You can arrange to record sessions in a different place by setting that
variable in your @file{.emacs} file, but you'll have to redefine
......@@ -953,6 +1002,9 @@ description of what was changed in that version.
with three version control systems---RCS, CVS and SCCS. The GNU project
recommends RCS and CVS, which are free software and available from the
Free Software Foundation.
@cindex CSSC
There is a GNU clone of SCCS called CSSC, but RCS is technically
superior.
@menu
* Introduction to VC:: How version control works in general.
......@@ -1404,6 +1456,14 @@ with CVS.
@node VC Dired Mode
@subsubsection Dired under VC
@cindex PCL-CVS
@pindex cvs
@cindex CVS Dired Mode
The VC Dired Mode described here works with all the VC-supported version
control systems. There is a similar facility specialized for use with
CVS, called PCL-CVS. @xref{Top, , About PCL-CVS, pcl-cvs, PCL-CVS --- The
Emacs Front-End to CVS}.
@kindex C-x v d
@findex vc-directory
When you are working on a large program, it is often useful to find
......@@ -2296,8 +2356,28 @@ the command is finished. For more information about windows in Emacs,
whitespace. If the variable @code{compare-ignore-case} is
non-@code{nil}, it ignores differences in case as well.
See also @ref{Emerge}, for convenient facilities for merging two
similar files.
@findex diff-mode
@cindex diffs
@cindex patches
@cindex Diff mode
Differences between versions of files are often distributed as
@dfn{patches} output by @command{diff} or a version control system.
@kbd{M-x diff-mode} turns on Diff mode, a major mode for viewing and
editing patches, either as `unified diffs' or `context diffs'.
See also @ref{Emerge} and @ref{Top,,, ediff, The Ediff Manual}, for
convenient facilities for merging two similar files.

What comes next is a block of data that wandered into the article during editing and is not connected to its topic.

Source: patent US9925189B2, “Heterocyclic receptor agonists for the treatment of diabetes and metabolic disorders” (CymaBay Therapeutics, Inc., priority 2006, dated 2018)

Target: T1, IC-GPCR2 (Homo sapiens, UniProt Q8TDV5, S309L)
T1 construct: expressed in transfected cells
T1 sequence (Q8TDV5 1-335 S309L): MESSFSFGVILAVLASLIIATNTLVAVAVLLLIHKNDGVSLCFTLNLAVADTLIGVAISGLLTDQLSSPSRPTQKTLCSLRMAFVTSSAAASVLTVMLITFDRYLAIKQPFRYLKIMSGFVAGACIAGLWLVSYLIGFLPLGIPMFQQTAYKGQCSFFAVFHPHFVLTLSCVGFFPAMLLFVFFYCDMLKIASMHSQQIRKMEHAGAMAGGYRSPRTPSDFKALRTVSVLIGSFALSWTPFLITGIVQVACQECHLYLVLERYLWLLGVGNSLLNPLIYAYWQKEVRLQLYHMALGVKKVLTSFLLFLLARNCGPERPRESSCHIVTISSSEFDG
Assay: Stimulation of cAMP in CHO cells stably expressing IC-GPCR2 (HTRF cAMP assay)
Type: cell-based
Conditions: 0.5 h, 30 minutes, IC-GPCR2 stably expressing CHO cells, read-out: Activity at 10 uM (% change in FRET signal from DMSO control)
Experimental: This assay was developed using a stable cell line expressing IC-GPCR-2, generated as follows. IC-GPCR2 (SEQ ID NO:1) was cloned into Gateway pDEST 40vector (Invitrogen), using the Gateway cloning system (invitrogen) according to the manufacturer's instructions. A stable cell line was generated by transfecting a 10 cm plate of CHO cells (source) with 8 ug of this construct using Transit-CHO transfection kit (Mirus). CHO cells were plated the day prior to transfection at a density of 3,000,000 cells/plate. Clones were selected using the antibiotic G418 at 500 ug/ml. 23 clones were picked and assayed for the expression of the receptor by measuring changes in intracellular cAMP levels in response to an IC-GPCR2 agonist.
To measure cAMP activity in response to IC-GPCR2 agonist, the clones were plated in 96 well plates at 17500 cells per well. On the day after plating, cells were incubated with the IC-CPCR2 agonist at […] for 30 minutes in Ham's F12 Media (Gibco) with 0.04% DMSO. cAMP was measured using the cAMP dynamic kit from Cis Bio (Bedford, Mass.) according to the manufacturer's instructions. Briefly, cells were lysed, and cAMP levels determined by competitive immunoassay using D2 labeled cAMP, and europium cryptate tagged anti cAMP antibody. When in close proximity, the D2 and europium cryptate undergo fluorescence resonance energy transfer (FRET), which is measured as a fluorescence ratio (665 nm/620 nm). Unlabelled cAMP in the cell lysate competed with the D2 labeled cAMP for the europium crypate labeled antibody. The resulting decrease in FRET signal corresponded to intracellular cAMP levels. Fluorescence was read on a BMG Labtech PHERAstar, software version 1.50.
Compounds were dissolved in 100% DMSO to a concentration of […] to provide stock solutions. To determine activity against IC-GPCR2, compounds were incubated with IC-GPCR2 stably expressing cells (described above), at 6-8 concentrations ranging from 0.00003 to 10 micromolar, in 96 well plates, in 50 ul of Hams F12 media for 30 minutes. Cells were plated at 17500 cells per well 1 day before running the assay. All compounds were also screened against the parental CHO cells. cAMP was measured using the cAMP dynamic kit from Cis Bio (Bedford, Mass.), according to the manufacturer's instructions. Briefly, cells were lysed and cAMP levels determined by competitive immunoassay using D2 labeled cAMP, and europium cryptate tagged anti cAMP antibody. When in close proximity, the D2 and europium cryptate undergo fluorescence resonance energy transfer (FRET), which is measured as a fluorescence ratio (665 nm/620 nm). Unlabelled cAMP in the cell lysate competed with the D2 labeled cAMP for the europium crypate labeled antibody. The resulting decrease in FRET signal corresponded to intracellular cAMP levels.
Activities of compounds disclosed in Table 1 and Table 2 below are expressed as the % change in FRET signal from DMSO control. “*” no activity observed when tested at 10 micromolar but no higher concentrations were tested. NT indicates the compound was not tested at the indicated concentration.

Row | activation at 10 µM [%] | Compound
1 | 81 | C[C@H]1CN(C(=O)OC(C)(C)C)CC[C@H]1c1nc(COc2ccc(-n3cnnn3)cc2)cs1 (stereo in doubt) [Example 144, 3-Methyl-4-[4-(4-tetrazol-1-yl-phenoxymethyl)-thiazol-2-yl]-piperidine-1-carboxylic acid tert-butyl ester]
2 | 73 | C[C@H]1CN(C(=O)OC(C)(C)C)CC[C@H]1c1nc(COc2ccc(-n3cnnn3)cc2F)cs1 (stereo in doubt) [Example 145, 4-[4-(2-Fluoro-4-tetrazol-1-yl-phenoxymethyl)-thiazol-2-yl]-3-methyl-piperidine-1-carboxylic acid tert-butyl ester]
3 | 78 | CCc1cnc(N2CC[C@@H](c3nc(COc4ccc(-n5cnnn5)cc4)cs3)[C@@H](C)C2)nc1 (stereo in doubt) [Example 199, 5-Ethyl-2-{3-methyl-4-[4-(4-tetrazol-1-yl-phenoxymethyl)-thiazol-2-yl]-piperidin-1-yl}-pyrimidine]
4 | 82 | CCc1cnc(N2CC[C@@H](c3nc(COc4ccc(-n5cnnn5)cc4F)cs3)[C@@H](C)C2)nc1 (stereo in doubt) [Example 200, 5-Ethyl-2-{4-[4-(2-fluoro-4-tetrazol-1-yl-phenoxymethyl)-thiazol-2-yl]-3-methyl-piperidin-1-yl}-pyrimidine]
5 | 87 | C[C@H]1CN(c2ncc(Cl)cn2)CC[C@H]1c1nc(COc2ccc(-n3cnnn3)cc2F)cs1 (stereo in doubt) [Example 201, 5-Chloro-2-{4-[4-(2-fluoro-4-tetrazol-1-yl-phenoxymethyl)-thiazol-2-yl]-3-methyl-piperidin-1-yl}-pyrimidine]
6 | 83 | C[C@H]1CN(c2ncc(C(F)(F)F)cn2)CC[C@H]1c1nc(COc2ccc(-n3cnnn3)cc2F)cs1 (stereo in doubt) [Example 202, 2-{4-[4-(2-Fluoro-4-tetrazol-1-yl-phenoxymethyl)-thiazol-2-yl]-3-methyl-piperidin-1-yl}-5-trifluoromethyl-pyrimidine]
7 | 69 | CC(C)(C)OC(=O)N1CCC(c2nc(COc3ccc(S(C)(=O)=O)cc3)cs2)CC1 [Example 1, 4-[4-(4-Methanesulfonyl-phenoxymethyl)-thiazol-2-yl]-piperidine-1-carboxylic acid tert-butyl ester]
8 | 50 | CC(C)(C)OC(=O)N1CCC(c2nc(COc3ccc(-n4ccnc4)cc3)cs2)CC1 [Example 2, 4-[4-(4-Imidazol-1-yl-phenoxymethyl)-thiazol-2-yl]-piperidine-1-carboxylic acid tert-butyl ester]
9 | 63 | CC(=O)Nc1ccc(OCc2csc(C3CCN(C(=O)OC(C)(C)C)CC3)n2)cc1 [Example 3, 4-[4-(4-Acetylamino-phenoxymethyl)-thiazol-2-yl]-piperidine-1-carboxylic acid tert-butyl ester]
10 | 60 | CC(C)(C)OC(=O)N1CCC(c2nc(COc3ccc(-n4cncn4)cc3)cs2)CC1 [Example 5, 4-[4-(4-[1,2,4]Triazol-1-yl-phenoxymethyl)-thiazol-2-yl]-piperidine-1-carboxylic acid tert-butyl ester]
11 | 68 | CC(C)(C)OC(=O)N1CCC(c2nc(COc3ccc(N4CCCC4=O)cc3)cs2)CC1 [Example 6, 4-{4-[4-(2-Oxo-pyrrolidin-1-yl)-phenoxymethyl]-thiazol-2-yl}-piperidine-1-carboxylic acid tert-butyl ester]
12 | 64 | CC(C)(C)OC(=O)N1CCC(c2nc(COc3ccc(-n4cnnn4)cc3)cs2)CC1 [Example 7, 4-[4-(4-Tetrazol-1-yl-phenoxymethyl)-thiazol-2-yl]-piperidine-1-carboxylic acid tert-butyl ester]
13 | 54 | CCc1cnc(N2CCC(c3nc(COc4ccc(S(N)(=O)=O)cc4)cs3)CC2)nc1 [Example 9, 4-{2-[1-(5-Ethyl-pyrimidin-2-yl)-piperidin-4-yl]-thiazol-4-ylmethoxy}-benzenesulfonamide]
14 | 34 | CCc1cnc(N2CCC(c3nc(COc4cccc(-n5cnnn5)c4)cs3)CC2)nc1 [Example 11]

@cindex Smerge mode
@findex smerge-mode
@cindex failed merges
@cindex merges, failed
@pindex diff3
Use @kbd{M-x smerge-mode} to turn on Smerge mode, a minor mode for
editing output from the @command{diff3} program. This is typically the
result of a failed merge from a version control system `update' outside
VC, due to conflicting changes to a file. Smerge mode provides commands
to resolve conflicts by selecting specific changes.
@node Misc File Ops
@section Miscellaneous File Operations
......@@ -2441,6 +2521,9 @@ Tar mode or Archive mode---Emacs reads the archives directly. For
compressed archives such as @code{.tar.gz}, you need the appropriate
uncompress program to be available to Emacs.
It is not necessary to have the @code{tar} program available to use Tar
mode or Archive mode---Emacs reads the archives directly.
@cindex Archive mode
@cindex mode, archive
@cindex @code{arc}
......@@ -2546,14 +2629,18 @@ Another way is to specify @file{/tmp/foo[*]bar}.
@node File Conveniences
@section Convenience Features for Finding Files
@findex recentf-mode
@vindex recentf-mode
@findex recentf-save-list
@findex recentf-edit-list
The command @kbd{M-x recentf-mode} or the Customize option of the same
name adds to the Files menu a submenu containing a list of recently
opened files. @kbd{recentf-save-list} saves the current file list to a
file and @kbd{recentf-edit-list} edits it.
@table @kbd
@item M-x ff-find-other-file
Find the header or source file corresponding to the current buffer's
file.
@item M-x file-cache-add-directory @key{RET} @var{directory} @key{RET}
Add @var{directory} to the file cache.
@item M-x locate @key{RET} @var{pattern} @key{RET}
Run the program @command{locate} to match @var{pattern} in the database,
putting results in a buffer.
@item M-x locate-with-filter @key{RET} @var{pattern} @key{RET} @var{filter} @key{RET}
Like @code{locate}, but use a @var{filter} on the results.
@end table
@findex ff-find-other-file
@vindex ff-other-file-alist
......@@ -2563,56 +2650,26 @@ Typically this will be the header file corresponding to a C/C++ source
file, or vice versa. The patterns describing the corresponding files
are customizable via @code{ff-other-file-alist}.
@findex ffap
@findex find-file-at-point
@cindex finding file at point
The command @kbd{M-x find-file-at-point} (or @kbd{M-x ffap}) can be used
as a replacement for @kbd{M-x find-file}. With a prefix argument it
behaves as @kbd{M-x find-file}. Otherwise it tries to guess a default
file or URL from the text around point. This is useful for following
references in mail or news buffers, @file{README}s, @file{MANIFEST}s,